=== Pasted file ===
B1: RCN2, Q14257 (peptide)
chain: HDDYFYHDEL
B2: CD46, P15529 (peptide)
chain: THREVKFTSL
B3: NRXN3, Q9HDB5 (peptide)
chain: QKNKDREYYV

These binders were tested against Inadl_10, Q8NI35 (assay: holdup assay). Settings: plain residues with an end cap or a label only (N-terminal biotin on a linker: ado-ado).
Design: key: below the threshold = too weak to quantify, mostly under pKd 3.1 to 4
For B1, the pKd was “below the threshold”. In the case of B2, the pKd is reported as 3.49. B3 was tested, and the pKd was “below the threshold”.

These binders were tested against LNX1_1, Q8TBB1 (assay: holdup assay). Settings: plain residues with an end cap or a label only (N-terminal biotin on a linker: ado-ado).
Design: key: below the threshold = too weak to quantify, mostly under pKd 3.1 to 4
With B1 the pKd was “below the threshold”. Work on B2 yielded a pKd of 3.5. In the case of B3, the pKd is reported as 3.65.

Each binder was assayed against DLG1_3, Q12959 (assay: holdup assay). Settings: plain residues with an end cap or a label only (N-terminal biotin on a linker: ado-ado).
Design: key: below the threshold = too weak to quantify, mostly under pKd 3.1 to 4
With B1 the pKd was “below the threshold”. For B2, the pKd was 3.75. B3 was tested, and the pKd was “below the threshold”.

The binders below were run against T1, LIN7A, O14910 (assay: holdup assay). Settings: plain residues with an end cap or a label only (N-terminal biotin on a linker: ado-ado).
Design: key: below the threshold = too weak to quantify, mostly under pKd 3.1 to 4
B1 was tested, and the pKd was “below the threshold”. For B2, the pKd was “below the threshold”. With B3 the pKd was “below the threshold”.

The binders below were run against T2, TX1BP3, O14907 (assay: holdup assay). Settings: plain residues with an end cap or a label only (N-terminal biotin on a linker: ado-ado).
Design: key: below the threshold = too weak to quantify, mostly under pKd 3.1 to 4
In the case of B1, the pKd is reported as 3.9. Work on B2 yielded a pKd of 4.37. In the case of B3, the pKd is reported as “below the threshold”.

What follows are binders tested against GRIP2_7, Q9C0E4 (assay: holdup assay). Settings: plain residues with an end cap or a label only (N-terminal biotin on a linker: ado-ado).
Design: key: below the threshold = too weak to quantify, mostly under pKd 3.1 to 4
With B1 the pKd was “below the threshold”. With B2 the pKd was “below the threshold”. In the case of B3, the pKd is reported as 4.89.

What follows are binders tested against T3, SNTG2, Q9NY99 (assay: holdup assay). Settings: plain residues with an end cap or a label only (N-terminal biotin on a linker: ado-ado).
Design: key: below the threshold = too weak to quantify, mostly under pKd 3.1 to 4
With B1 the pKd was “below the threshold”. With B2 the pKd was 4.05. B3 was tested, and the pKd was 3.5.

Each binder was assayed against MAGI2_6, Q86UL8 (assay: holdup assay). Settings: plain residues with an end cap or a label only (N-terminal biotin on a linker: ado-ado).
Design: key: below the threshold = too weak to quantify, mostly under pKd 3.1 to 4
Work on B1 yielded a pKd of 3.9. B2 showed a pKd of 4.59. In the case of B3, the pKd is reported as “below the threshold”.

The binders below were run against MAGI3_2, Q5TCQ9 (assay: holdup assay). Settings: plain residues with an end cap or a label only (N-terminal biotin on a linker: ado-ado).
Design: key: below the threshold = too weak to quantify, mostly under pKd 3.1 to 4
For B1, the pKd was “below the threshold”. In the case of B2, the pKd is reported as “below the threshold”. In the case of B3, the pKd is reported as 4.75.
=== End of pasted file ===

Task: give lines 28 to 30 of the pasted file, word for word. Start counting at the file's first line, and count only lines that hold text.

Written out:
Each binder was assayed against MAGI2_6, Q86UL8 (assay: holdup assay). Settings: plain residues with an end cap or a label only (N-terminal biotin on a linker: ado-ado).
Design: key: below the threshold = too weak to quantify, mostly under pKd 3.1 to 4
Work on B1 yielded a pKd of 3.9. B2 showed a pKd of 4.59. In the case of B3, the pKd is reported as “below the threshold”.